Heritage meets Chinese pop culture in Balestier

The Wan Qing CultureFest will feature screenings of home- grown Chinese movies and a new Balestier heritage trail

Loong Fatt Eating House & Confectionery is one of the stops on the free Balestier heritage trail, which is part of the Wan Qing CultureFest. -- PHOTO: SUN YAT SEN NANYANG MEMORIAL HALL
Loong Fatt Eating House & Confectionery is one of the stops on the free Balestier heritage trail, which is part of the Wan Qing CultureFest. -- PHOTO: SUN YAT SEN NANYANG MEMORIAL HALL

Take your pick from more than 20 free activities when Wan Qing CultureFest 2014 kicks off today for a three-week run. Now in its fourth year, the annual event organised by the Sun Yat Sen Nanyang Memorial Hall "aims to bring a diverse range of cultural activities to enrich visitors' experiences with Chinese culture and art in an accessible manner", says its assistant curator, Ms Low Li Ming.

Chinese pop culture is this year's theme, and visitors can catch screenings of home-grown Chinese movies such as 881 and Already Famous and take part in photography (next Tuesday and Dec 3) and silkscreening workshops (Nov 26).

As in past editions, home-grown celebrities will be roped in. For example, Michelle Chong will entertain as Lulu, one of her alter-egos from the comedy sketch show The Noose, at the festival's opening ceremony tonight.

Local sand artist Stacey Lim will premiere a visual narrative of Sun's journey in Singapore and the region in the early 1900s as well as present-day scenes. Sun, the leader of the Chinese Nationalist Party, is the focus of the Memorial Hall, which reopened in 2011 after a renovation.

The organisers hope to draw 20,000 visitors to the festival, about the same number as last year.

Ms Low says: "Many of our activities this year are designed with the youth in mind, with themes that cater to their interests. That being said, families can also look forward to many hands-on and interactive activities which they can bond over."

One such highlight is the new Balestier heritage and food trail, which includes stops at some popular food outlets in the neighbourhood.

These include the 66-year-old Loong Fatt Eating House & Confectionery, which is famous for its tau sar piah, a type of Teochew pastry made with mung beans, as well as the 55-year-old Lam Yeo Coffee Powder shop.

Incidentally, the story behind Balestier's name is related to food too. American merchant Joseph Balestier was the owner of a vast sugarcane plantation that dominated the area in the 19th century.

The free trails, which feature two routes, will be led by the docents of the Memorial Hall and cover five to seven stops in 21/2 hours. Each session can take up to 30 participants and tours will be conducted in English and Mandarin.

The trails are an enhanced version of a previous tour launched in 2006 by the National Heritage Board, which was offered as a self-guided tour.

After the CultureFest ends, those who are interested can download the Balestier heritage trail mobile app to explore the area on their own.

Though food sampling is not officially part of the new trail, participants can buy items to try if there are no queues. While Balestier is known for food such as chicken rice and bak kut teh (pork rib soup), the aim of the trail is to share the rich history of the neighbourhood.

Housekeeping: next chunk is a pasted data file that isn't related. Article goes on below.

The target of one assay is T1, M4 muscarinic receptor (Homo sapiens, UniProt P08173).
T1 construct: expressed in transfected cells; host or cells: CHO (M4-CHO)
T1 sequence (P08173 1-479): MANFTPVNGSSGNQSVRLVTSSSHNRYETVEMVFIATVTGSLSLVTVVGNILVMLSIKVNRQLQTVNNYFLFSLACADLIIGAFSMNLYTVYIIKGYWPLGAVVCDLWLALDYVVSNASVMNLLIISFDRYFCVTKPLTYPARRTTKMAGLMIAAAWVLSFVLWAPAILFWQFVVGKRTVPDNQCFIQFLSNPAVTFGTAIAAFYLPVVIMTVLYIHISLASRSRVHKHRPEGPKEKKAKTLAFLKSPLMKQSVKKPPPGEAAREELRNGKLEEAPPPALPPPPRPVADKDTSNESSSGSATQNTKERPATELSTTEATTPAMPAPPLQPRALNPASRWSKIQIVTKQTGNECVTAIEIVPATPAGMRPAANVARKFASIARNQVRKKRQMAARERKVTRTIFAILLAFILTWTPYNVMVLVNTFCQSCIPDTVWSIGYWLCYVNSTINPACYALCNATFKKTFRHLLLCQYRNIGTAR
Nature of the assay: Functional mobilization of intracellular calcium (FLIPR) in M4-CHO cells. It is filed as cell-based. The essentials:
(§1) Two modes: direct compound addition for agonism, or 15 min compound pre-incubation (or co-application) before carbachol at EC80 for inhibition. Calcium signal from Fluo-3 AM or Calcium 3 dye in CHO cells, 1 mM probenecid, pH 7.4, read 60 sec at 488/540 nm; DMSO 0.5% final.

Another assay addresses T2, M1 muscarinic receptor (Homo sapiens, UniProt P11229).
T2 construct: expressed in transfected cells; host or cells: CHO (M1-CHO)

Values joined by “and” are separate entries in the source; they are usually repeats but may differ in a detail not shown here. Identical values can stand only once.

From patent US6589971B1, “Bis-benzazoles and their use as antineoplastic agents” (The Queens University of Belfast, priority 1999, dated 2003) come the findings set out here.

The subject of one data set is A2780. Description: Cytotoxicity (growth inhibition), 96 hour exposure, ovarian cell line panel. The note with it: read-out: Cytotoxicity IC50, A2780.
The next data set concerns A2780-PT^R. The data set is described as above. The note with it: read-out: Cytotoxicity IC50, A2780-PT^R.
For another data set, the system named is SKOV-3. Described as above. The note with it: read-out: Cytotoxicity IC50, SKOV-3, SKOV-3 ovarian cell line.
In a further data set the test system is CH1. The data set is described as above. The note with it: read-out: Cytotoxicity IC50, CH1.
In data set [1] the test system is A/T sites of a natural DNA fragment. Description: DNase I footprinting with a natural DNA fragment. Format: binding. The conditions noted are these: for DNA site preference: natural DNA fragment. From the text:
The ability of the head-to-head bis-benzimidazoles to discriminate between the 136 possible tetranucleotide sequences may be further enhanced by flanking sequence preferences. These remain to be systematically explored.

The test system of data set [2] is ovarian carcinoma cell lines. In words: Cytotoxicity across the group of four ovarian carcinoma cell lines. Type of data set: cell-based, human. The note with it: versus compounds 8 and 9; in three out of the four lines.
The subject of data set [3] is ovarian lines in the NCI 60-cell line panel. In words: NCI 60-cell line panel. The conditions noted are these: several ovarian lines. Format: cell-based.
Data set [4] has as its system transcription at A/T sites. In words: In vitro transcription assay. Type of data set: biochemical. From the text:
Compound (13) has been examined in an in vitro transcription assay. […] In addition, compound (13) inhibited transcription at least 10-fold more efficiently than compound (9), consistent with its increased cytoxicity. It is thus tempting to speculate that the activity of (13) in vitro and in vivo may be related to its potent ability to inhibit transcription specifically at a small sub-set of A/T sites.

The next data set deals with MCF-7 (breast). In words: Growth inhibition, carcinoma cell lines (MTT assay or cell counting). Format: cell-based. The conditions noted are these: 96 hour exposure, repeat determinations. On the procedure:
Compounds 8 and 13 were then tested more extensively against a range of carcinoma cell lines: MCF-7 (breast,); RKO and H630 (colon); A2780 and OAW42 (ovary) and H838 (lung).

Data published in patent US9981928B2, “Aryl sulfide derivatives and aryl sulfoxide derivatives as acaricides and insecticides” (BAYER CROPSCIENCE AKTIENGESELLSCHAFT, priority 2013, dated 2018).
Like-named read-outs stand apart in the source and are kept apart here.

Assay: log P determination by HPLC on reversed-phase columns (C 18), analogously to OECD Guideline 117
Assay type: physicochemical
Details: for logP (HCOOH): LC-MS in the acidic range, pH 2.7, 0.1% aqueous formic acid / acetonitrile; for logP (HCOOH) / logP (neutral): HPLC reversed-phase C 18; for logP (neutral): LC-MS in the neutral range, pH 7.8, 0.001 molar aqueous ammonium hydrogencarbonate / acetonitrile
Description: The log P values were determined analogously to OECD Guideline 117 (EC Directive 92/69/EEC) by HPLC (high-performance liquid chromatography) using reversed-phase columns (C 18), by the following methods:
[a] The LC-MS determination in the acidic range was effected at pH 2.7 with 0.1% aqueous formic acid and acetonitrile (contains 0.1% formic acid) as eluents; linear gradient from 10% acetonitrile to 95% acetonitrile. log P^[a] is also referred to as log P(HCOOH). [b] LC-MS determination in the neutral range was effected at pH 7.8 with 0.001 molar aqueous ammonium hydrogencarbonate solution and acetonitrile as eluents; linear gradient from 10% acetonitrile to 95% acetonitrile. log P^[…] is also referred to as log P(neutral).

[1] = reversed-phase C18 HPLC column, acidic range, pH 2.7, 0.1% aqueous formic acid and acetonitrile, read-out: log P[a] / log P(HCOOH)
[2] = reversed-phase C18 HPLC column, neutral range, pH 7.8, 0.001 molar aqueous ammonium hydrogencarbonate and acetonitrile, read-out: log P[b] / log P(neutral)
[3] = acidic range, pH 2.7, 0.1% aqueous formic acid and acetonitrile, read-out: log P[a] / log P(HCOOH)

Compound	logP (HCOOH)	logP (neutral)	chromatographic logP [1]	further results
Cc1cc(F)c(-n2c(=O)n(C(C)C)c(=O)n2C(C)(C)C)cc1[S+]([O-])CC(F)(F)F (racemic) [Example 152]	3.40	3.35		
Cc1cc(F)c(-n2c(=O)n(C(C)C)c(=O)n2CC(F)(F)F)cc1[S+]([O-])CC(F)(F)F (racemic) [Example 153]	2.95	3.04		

Ms Belinda Mock, a volunteer docent of the Memorial Hall and a 30-year resident of Balestier, says of the traditional shophouses there: "Some of the houses have carvings on the wall - the Chinese phoenix is a sign of longevity. Then there are carvings of a Gurkha guard to protect the people living in the houses."

The creative consultant, who is in her 50s, is one of the guides who will lead the trails in English.

She adds: "If you don't tell people the stories, they will think it's just another house, another street."




What: This temple, built in 1847, was located on the northern fringes of Joseph Balestier's 89ha sugarcane plantation, serving as a place of spiritual solace for the Hokkien plantation workers. "Goh Chor" is a Hokkien transliteration of Rochor, the name of the surrounding area in the 19th century.

Where: 249 Balestier Road


What: Sleepy Jalan Ampas was once Singapore's Hollywood for Malay movies, after Shaw Brothers set up the film studio for Malay movies in 1947. The studio, which closed in 1967, saw the production of more than 160 films, including its first, Singapura Di-Waktu Malam, or Singapore At Night, in 1947. The studio remains and is looked after by a caretaker.

Where: 8 Jalan Ampas


What: These shophouses were built in 1928 by property owner Sim Cheng Neo. The architecture is a blend of East and West, with reliefs of flowers, dragons and bats. Also look out for the figures of Gurkha soldiers carved in the pillar of the corner unit, which is a symbol of protection for the property.

Where: 412-418 Balestier Road


What: A legacy of the past, these two canisters filled with tea and water were once meant for the passing labourers, rickshaw pullers and bullock cart drivers at a time when clean water was hard to come by. The service continues to be provided by Thong Teck Sian Tong Lian Sin Sia, a religious charitable organisation located down the street.

Where: Corner of Boon Teck Road


What: This place draws long queues for its tau sar piah, or Teochew pastry filled with mung beans (60 cents a piece). Look out for the middle-aged woman with black-rimmed glasses behind the production table: Known as Ah Mei, she is said to be the only worker besides the shop owner who knows the recipe of the pastry.

Where: 639 Balestier Road

Open: 8am to 5pm, Monday to Saturday, closed on Sunday

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